Microsoft has announced price points for its highly anticipated Windows 7 operating system, which is expected to be generally available on Oct. 22. OEMs will start shipping new machines with Windows 7 on Oct. 2.
Regular buyers of Windows will not see a significant change from the Windows Vista price schedule. On average, the new OS will cost about 10 percent less, depending on the version, according to a blog post by Microsoft’s Brandon LeBlanc, which outlines the new prices.
Microsoft declined to comment for this story.
Estimated retail prices for full product packages:
- Windows 7 Home Premium: US$199.99Windows 7 Professional: $299.99Windows 7 Ultimate: $319.99
Upgrades are available at the following price points:
- Windows 7 Home Premium: $119.99Windows 7 Professional: $199.99Windows 7 Ultimate: $219.99
There is a substantial discount available — more than 50 percent — for people who pre-order Windows 7 upgrades, says LeBlanc.
U.S. residents can pre-order the Windows 7 Home Premium upgrade for $49.99 or the Windows 7 Professional upgrade for $99.99 via certain retail partners, including Best Buy or Amazon, or at the online Microsoft Store. This promotion ends on July 11 in the U.S. and Canada, and on July 5 in Japan.
For businesses or consumers purchasing new PCs before October — a constituency that includes the back-to-school crowd — select retailers will offer no-to-low cost upgrades to Windows 7 when it becomes available in October, according to LeBlanc. Terms of these offers will vary.
The Windows 7 Upgrade Option Program will be available until Jan. 31, 2010.
Microsoft’s decision to stay the course on Windows 7 pricing reflects its somewhat less-secure position in the marketplace, Greg Sterling, principal with Sterling Market Intelligence, told the E-Commerce Times. “It is facing competition on all sides right now. For a long time, their market was not competitive — but that is no longer the case.”
A lot of people no longer feel that buying a Mac will marginalize them, Sterling pointed out.
Also, Linux is free, he said, which will go far to keep Microsoft price-sensitive. “There is no near-term superthreat to Microsoft — but the pressure that it is feeling is enough to keep prices steady.”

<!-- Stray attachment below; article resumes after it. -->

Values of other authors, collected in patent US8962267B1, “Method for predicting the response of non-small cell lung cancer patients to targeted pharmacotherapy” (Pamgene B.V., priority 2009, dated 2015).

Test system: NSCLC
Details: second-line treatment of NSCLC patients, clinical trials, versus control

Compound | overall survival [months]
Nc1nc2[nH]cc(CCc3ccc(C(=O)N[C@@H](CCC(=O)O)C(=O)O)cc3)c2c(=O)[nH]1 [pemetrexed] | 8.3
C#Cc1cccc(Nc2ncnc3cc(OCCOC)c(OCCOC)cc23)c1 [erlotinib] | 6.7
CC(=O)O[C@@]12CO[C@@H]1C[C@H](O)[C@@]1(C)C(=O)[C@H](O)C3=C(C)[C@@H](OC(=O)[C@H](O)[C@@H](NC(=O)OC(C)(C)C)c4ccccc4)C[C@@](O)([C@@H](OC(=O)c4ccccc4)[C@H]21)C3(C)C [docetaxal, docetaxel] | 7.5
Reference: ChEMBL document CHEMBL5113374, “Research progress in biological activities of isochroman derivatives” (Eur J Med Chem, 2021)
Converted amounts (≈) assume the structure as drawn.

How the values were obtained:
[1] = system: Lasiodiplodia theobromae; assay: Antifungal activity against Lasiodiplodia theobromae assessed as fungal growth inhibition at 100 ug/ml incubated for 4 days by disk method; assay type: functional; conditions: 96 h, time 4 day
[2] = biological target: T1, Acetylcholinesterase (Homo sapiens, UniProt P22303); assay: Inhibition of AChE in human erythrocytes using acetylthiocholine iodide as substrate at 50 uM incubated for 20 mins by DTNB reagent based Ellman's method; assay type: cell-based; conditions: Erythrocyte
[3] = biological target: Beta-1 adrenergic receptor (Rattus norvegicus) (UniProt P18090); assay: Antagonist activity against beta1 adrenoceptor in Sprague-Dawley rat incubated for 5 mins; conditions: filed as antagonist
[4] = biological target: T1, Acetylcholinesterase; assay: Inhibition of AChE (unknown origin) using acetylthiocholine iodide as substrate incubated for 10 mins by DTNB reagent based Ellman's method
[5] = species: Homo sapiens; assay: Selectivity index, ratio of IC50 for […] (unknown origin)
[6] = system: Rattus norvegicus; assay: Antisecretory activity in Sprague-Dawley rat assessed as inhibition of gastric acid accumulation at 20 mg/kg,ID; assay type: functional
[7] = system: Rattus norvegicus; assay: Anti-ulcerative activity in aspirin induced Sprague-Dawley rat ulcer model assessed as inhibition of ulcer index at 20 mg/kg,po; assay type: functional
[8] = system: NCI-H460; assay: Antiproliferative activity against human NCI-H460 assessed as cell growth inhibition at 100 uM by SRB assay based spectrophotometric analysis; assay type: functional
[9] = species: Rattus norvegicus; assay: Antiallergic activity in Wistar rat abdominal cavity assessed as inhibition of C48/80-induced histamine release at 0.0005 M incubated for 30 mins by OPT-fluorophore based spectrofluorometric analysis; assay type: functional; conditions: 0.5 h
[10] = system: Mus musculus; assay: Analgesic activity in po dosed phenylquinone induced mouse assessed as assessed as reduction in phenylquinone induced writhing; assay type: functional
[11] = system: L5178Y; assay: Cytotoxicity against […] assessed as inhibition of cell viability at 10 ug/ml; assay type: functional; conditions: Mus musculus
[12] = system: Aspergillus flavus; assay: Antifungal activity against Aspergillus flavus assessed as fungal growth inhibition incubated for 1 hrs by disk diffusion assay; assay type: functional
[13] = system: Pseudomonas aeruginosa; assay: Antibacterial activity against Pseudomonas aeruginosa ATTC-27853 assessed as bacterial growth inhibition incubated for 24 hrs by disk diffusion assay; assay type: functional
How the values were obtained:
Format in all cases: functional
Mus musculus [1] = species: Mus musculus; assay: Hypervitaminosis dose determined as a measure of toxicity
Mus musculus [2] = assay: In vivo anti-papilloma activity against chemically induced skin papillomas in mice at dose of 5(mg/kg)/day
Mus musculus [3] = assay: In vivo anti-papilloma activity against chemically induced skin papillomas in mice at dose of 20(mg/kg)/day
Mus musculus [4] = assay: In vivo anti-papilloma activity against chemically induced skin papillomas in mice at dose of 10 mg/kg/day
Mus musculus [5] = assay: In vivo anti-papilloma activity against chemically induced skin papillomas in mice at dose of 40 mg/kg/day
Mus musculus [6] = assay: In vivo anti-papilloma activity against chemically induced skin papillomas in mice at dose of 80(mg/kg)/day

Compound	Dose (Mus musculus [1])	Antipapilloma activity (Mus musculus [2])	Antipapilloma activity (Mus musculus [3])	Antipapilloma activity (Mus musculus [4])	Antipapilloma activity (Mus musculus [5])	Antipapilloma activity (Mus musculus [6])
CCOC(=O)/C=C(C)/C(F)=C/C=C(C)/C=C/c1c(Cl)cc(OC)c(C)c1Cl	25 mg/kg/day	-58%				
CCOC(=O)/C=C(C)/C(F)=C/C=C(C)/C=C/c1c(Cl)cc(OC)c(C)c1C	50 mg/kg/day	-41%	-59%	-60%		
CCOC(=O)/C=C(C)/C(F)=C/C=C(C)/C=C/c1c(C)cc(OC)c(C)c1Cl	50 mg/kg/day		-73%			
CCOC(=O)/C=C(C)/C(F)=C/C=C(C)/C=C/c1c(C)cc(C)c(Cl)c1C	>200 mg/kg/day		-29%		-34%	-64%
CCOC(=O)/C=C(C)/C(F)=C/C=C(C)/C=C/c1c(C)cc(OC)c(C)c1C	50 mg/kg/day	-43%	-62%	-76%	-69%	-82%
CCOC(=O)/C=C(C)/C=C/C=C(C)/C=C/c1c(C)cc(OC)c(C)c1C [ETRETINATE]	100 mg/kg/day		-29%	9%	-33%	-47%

There were a lot of reasons for Microsoft to soften prices — at least on the consumer side, Rob Helm, managing VP of research at Directions on Microsoft, told the E-Commerce Times.
The recession played a role. “In tough times, Microsoft doesn’t want to raise the prices of PCs significantly,” he said.
The drop for the Home Premium edition — the standard for most consumers — was not a surprise, he added.
Less certain are Microsoft’s intentions with respect to pricing Windows 7 for the hot, new netbook category. Microsoft would like to realize higher margins from sales of a light version of the OS to OEMs, Helm suspects.
“The company most likely will be setting higher prices in the hopes that manufacturers will come out with machines that are more powerful and can justify the higher prices,” he said.
Another factor that may have played a role in Microsoft’s pricing strategy is Vista. The myriad problems encountered with the glitch-prone OS left a sour taste in many customers’ mouths, said Sterling.
Indeed, Windows 7 has been long anticipated not only by users who were less than wowed, but also by Redmond itself, which suffered a blow to its reputation.
Perhaps that is why LeBlanc took pains to reiterate what will be “new and exciting” in Windows 7: new features such as HomeGroup, Device Stage, Aero Shake, Snap, Peek, Jump Lists and a completely redesigned Windows Taskbar.
The Oct. 22 release will be available in 14 languages, he pointed out; by Oct 31, versions supporting another 21 languages will roll out.